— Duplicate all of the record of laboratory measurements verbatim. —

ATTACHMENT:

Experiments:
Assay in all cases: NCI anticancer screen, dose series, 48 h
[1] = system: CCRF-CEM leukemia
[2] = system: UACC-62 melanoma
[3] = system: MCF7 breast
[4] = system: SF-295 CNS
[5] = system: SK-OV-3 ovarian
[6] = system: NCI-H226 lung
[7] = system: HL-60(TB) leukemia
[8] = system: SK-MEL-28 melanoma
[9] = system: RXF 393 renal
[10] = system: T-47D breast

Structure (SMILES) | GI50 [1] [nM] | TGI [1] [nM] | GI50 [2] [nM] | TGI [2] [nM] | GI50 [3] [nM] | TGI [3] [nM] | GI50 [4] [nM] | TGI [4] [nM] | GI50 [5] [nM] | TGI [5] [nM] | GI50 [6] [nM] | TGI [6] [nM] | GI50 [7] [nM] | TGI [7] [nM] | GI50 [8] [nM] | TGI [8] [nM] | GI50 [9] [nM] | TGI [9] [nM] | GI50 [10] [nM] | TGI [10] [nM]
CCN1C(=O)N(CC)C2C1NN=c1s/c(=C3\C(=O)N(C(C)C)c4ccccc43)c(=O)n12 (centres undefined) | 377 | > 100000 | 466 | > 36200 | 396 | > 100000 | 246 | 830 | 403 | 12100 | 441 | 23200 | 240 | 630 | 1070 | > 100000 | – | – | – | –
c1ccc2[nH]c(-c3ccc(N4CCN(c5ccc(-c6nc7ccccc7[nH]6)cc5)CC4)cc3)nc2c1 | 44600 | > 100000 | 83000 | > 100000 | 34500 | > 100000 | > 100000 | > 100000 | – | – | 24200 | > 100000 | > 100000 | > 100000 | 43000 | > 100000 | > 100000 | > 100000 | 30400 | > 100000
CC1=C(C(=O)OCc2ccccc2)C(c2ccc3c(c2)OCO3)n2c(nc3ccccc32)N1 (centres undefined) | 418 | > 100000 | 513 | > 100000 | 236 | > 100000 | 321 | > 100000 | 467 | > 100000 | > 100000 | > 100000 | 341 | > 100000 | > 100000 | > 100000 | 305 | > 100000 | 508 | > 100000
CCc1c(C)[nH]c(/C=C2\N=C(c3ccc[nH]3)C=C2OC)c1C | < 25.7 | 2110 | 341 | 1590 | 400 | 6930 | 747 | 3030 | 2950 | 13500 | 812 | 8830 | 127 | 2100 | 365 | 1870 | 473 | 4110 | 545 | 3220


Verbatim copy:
Experiments:
Assay in all cases: NCI anticancer screen, dose series, 48 h
[1] = system: CCRF-CEM leukemia
[2] = system: UACC-62 melanoma
[3] = system: MCF7 breast
[4] = system: SF-295 CNS
[5] = system: SK-OV-3 ovarian
[6] = system: NCI-H226 lung
[7] = system: HL-60(TB) leukemia
[8] = system: SK-MEL-28 melanoma
[9] = system: RXF 393 renal
[10] = system: T-47D breast

Structure (SMILES) | GI50 [1] [nM] | TGI [1] [nM] | GI50 [2] [nM] | TGI [2] [nM] | GI50 [3] [nM] | TGI [3] [nM] | GI50 [4] [nM] | TGI [4] [nM] | GI50 [5] [nM] | TGI [5] [nM] | GI50 [6] [nM] | TGI [6] [nM] | GI50 [7] [nM] | TGI [7] [nM] | GI50 [8] [nM] | TGI [8] [nM] | GI50 [9] [nM] | TGI [9] [nM] | GI50 [10] [nM] | TGI [10] [nM]
CCN1C(=O)N(CC)C2C1NN=c1s/c(=C3\C(=O)N(C(C)C)c4ccccc43)c(=O)n12 (centres undefined) | 377 | > 100000 | 466 | > 36200 | 396 | > 100000 | 246 | 830 | 403 | 12100 | 441 | 23200 | 240 | 630 | 1070 | > 100000 | – | – | – | –
c1ccc2[nH]c(-c3ccc(N4CCN(c5ccc(-c6nc7ccccc7[nH]6)cc5)CC4)cc3)nc2c1 | 44600 | > 100000 | 83000 | > 100000 | 34500 | > 100000 | > 100000 | > 100000 | – | – | 24200 | > 100000 | > 100000 | > 100000 | 43000 | > 100000 | > 100000 | > 100000 | 30400 | > 100000
CC1=C(C(=O)OCc2ccccc2)C(c2ccc3c(c2)OCO3)n2c(nc3ccccc32)N1 (centres undefined) | 418 | > 100000 | 513 | > 100000 | 236 | > 100000 | 321 | > 100000 | 467 | > 100000 | > 100000 | > 100000 | 341 | > 100000 | > 100000 | > 100000 | 305 | > 100000 | 508 | > 100000
CCc1c(C)[nH]c(/C=C2\N=C(c3ccc[nH]3)C=C2OC)c1C | < 25.7 | 2110 | 341 | 1590 | 400 | 6930 | 747 | 3030 | 2950 | 13500 | 812 | 8830 | 127 | 2100 | 365 | 1870 | 473 | 4110 | 545 | 3220